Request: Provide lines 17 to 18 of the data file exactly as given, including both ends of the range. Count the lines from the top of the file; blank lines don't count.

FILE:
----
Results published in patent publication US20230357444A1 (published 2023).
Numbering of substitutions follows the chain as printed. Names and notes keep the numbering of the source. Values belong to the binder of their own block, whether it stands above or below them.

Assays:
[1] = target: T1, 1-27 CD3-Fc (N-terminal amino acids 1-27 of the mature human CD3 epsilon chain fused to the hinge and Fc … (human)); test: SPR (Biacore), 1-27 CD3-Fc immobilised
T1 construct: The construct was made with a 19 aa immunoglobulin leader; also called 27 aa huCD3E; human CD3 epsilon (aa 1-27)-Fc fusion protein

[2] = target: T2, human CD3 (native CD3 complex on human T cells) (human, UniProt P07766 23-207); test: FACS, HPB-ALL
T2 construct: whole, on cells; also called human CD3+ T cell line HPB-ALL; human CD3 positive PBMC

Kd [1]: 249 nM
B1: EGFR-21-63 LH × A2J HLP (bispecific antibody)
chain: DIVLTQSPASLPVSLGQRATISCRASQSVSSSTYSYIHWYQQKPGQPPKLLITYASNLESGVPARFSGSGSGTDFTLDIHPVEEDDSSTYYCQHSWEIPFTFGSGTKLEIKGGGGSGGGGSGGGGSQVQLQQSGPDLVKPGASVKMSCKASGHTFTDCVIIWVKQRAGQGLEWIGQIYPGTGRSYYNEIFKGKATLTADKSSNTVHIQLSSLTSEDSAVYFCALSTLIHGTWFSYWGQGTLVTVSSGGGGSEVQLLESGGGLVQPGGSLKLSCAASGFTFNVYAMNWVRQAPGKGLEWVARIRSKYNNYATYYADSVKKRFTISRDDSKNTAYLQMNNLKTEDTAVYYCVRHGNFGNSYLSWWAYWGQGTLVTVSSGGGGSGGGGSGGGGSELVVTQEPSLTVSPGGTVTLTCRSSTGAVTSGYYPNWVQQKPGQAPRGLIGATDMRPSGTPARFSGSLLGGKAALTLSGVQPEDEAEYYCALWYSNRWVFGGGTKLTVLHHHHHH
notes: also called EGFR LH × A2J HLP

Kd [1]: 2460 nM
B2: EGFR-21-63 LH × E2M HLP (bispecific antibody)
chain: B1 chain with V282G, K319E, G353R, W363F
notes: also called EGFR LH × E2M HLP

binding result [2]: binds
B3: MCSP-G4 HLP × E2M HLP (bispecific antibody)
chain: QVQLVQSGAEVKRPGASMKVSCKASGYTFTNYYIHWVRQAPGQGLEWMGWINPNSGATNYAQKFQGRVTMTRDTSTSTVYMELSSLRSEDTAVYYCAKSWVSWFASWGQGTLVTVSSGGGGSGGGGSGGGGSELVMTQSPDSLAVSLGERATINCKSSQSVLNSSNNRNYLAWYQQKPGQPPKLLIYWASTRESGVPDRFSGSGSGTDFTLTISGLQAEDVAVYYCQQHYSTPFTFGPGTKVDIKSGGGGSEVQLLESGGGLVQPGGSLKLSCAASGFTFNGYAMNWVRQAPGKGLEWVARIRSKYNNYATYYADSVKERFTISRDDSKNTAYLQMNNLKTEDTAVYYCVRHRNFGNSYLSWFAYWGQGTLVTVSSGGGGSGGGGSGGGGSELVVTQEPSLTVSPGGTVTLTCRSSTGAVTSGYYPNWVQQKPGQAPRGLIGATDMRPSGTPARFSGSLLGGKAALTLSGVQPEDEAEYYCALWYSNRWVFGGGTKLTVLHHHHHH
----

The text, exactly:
B3: MCSP-G4 HLP × E2M HLP (bispecific antibody)
chain: QVQLVQSGAEVKRPGASMKVSCKASGYTFTNYYIHWVRQAPGQGLEWMGWINPNSGATNYAQKFQGRVTMTRDTSTSTVYMELSSLRSEDTAVYYCAKSWVSWFASWGQGTLVTVSSGGGGSGGGGSGGGGSELVMTQSPDSLAVSLGERATINCKSSQSVLNSSNNRNYLAWYQQKPGQPPKLLIYWASTRESGVPDRFSGSGSGTDFTLTISGLQAEDVAVYYCQQHYSTPFTFGPGTKVDIKSGGGGSEVQLLESGGGLVQPGGSLKLSCAASGFTFNGYAMNWVRQAPGKGLEWVARIRSKYNNYATYYADSVKERFTISRDDSKNTAYLQMNNLKTEDTAVYYCVRHRNFGNSYLSWFAYWGQGTLVTVSSGGGGSGGGGSGGGGSELVVTQEPSLTVSPGGTVTLTCRSSTGAVTSGYYPNWVQQKPGQAPRGLIGATDMRPSGTPARFSGSLLGGKAALTLSGVQPEDEAEYYCALWYSNRWVFGGGTKLTVLHHHHHH